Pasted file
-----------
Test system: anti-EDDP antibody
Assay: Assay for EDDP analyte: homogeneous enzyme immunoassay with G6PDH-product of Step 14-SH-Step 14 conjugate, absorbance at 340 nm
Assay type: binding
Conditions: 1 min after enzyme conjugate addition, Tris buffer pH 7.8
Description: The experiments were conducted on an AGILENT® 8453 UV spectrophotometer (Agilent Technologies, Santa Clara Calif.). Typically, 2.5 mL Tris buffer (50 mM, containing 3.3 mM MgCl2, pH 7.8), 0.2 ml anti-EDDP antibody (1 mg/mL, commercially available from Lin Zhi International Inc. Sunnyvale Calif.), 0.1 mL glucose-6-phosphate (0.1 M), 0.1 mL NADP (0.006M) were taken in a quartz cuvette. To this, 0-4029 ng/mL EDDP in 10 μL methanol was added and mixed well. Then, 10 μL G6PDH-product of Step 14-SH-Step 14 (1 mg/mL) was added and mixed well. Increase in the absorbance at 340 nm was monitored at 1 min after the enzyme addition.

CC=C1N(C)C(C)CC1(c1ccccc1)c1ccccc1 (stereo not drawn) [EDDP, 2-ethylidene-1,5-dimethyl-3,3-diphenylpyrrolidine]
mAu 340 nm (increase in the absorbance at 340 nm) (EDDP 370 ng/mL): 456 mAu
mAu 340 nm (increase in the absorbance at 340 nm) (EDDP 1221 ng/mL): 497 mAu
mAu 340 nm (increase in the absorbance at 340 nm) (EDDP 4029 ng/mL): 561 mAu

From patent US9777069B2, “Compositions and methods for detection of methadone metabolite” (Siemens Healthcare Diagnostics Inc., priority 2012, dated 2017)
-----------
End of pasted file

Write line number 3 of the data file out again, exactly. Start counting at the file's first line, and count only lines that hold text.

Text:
Assay type: binding